Medical Negligence Compensation in Florida
Tampa Bay Medical Malpractice Lawyers Explain Lawsuits & Compensation
Who would ever want to be hurt so badly that it would be worth a bunch of money? Who would say, I will literally give up my right arm in exchange for one million dollars? In trial for medical malpractice, jurors cannot put themselves in the shoes of the victim. The medical malpractice lawyer representing someone harmed cannot ask the jury how much do you think this injury is worth if it was you?
No one gets rich through medical malpractice cases. “Winning” a medical malpractice case is not a joyous celebration, but rather, it ensures victims receive enough money to survive. The law creates a fiction, and in that fiction, I give you X number of dollars to make you whole. Of course, money does not make you whole after an injury from medical malpractice. Victims of medical negligence and catastrophic injuries need support, and we have decades of experience recovering successful results for them.
Our Tampa Bay medical malpractice attorneys have a unique blend of experience that they bring to malpractice cases. Attorney Richard M. Shapiro grew up in a family of medical professionals. He has been involved with the medical community in some capacity throughout his life. Attorney J. Brent Jones served as a defense lawyer for the health insurance industry before he represented victims. Thus, he understands how to plan a comprehensive strategy that anticipates the defense’s every move.
Types of Medical Negligence Compensation
Compensation, whether awarded by a verdict or negotiated through a settlement, generally comes in three forms as allowed by Florida medical malpractice law:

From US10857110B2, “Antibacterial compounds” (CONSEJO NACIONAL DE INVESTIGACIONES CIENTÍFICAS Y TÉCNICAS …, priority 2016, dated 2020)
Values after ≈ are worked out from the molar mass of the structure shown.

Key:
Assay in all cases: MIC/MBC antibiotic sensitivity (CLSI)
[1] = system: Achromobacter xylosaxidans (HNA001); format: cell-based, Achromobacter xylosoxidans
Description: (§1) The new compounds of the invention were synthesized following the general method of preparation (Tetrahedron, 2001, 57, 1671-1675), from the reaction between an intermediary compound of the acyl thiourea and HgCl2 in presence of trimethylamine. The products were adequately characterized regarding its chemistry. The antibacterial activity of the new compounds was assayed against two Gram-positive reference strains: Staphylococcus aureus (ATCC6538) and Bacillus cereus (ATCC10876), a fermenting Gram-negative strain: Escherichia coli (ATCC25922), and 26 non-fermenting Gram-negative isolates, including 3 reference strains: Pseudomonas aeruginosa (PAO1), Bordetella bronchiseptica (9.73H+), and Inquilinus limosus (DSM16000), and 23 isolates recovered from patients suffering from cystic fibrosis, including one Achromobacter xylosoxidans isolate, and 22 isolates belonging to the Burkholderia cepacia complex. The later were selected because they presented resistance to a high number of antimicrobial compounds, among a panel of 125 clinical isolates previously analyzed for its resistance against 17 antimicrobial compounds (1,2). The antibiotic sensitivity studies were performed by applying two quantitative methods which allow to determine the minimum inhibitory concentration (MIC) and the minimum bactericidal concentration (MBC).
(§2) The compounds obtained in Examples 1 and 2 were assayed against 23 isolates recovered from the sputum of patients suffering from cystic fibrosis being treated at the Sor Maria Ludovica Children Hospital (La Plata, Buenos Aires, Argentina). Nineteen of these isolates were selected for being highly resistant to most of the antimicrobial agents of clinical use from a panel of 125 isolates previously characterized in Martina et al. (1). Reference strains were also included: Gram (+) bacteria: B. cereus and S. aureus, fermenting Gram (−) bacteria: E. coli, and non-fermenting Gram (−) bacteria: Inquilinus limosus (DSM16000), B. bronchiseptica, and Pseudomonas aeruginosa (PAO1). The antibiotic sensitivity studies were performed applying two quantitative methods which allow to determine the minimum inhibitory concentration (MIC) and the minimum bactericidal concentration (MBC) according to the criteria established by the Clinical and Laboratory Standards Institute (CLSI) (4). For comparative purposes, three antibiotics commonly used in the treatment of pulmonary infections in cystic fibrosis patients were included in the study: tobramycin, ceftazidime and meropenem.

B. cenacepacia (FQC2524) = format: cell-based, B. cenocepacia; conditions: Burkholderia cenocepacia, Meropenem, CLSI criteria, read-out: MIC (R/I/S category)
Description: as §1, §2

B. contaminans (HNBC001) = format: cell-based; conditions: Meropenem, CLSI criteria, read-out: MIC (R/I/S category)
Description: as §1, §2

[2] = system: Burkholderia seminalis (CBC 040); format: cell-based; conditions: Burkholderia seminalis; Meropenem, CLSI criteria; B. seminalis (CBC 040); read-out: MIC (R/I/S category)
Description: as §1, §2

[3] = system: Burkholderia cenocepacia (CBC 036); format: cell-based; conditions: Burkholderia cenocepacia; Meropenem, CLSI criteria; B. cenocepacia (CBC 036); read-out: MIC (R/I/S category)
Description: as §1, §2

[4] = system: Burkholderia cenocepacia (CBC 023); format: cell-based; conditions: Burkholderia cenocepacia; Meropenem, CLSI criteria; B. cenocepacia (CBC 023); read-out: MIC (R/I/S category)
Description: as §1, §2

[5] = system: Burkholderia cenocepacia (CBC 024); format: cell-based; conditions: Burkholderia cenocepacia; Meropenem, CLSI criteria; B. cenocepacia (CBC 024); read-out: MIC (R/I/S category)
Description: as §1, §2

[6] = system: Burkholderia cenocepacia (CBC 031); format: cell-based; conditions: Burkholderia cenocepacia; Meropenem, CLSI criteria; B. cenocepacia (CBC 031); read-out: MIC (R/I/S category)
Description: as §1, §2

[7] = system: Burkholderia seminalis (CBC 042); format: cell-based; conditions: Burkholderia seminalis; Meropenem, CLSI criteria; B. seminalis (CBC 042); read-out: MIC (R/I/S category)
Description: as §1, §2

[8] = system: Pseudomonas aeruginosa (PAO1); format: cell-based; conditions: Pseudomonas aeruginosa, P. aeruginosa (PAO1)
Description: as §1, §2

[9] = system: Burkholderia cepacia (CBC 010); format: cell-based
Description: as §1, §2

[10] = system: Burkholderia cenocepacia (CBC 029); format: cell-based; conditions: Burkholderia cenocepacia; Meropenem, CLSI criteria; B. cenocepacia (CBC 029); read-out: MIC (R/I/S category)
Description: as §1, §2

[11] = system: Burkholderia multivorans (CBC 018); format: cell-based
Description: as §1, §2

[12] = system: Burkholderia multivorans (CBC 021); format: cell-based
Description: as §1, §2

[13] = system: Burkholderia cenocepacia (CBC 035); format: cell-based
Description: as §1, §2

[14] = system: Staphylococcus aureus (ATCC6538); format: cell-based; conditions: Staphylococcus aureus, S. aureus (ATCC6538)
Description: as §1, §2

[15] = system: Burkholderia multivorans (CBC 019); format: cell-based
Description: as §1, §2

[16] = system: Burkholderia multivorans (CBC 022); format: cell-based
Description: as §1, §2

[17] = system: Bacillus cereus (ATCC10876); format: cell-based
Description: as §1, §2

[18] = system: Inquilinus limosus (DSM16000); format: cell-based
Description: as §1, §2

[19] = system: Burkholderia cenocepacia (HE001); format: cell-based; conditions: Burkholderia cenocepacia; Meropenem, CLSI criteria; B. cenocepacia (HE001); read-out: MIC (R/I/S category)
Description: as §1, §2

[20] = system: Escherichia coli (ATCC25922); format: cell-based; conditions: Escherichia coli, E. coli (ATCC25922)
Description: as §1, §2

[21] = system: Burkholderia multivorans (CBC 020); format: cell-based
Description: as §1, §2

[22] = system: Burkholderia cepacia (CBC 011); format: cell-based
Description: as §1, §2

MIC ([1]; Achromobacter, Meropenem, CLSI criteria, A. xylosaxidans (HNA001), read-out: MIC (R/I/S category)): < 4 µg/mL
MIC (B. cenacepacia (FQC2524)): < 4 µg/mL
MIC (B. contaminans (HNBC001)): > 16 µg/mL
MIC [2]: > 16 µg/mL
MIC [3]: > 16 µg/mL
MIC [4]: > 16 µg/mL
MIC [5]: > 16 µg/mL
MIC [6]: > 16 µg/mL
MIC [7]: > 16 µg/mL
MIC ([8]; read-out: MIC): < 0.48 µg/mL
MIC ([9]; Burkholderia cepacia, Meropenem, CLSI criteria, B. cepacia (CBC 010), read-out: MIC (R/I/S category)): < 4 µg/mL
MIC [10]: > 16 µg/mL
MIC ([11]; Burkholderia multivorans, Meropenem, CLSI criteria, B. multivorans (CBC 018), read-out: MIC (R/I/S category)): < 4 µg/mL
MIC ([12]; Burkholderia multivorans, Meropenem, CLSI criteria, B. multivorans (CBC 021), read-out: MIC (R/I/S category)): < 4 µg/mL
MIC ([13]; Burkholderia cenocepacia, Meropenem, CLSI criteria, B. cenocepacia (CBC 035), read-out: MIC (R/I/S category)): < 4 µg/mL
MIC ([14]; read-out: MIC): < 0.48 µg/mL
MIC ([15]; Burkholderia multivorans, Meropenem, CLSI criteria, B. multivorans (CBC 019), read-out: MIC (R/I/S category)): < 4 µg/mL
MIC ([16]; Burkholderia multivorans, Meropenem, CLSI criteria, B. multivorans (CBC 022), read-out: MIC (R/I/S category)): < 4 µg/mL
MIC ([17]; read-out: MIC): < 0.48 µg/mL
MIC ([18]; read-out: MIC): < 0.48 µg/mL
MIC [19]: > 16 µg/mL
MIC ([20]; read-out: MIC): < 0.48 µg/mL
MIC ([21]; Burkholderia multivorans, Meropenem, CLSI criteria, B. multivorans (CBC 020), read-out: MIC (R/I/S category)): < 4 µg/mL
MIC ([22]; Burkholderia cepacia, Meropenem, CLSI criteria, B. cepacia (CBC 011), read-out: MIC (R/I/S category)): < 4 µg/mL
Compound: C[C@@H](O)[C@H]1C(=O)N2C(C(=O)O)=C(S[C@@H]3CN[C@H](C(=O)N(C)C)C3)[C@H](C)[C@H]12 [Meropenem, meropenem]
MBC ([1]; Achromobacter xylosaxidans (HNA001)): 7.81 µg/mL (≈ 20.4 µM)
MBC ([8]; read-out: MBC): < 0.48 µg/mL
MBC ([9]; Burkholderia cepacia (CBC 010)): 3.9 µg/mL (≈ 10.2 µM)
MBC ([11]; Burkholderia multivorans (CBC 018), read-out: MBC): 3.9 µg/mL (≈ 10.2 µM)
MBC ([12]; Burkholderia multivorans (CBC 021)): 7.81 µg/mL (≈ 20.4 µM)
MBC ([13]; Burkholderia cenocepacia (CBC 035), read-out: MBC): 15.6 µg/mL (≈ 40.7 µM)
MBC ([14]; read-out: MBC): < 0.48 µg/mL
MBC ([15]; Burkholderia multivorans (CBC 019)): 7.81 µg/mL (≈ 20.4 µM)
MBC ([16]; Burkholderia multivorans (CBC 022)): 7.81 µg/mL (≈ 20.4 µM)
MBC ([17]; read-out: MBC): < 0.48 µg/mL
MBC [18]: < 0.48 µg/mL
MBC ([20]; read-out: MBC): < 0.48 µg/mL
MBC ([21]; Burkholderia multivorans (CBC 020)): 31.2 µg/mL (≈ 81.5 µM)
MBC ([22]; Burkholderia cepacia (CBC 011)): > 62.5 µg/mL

- Economic damages are objective and verifiable monetary losses resulting from the claim. These can include past and future medical expenses, loss of past and future wages, loss of employment or business opportunities and any other expense that is quantifiable and reimbursable. Lawyers for victims can often present hospital or insurance bills, paychecks and other transaction statements that show exactly the amount a victim paid or would have earned. Economic damages can be tremendous in medical malpractice cases since victims of serious injuries often accumulate significant medical bills and must leave work for an extended time, assuming they are capable of returning to their previous jobs at all.In addition, sometimes economic damages may represent more than simply the cost of health care; there is an element of money damages for “attendant care”. This might be a skilled person whose job it is to assist in the day-to-day tasks for such simple things as showering, bathing, shopping, etc. Attendant cases of catastrophic injuries almost always include an expert witness, referred to as a life care planner. Life care planners are specially trained people with backgrounds in rehabilitation, both vocational and physical. Their job is to put together an overall plan of care for the years remaining in the victim’s life.
- Non-economic damages are more difficult to calculate. Non-economic damages are the “loss that nobody can put a price tag on” such as the loss of enjoyment of life, disfigurement, emotional pain and suffering, anguish, etc. These damages do not come with receipts. But, they are just as valid as economic damages. Florida has a monetary cap depending on the severity of the injury, the number of defendants involved and whether or not hospitals or clinics are being sued. All of these caps remain tenuous in light of the recent Florida Supreme Court ruling that wrongful death damage caps for medical malpractice are unconstitutional. As such, the Florida Supreme Court recently opted to remove caps for non-economic damages in wrongful death medical malpractice cases.
- Punitive damages punish and deter reckless actions committed through malice. This is a rare type of compensation awarded, but it is possible if the malpractice is particularly egregious. Punitive damages are separate from economic and non-economic damages because they do not compensate any loss. Instead, they solely punish the wrongdoer.
Richard M. Shapiro is one of few attorneys that had a punitive damage award upheld by the Florida Supreme Court. Punitive damages are usually for either reckless or wanton behavior, or an intentional act of wrongdoing. Under Florida medical malpractice law, it applies for a defendant that acts with a “man-endangering” state of mind.
Talk to a Lawyer Who Understands Medical Malpractice Law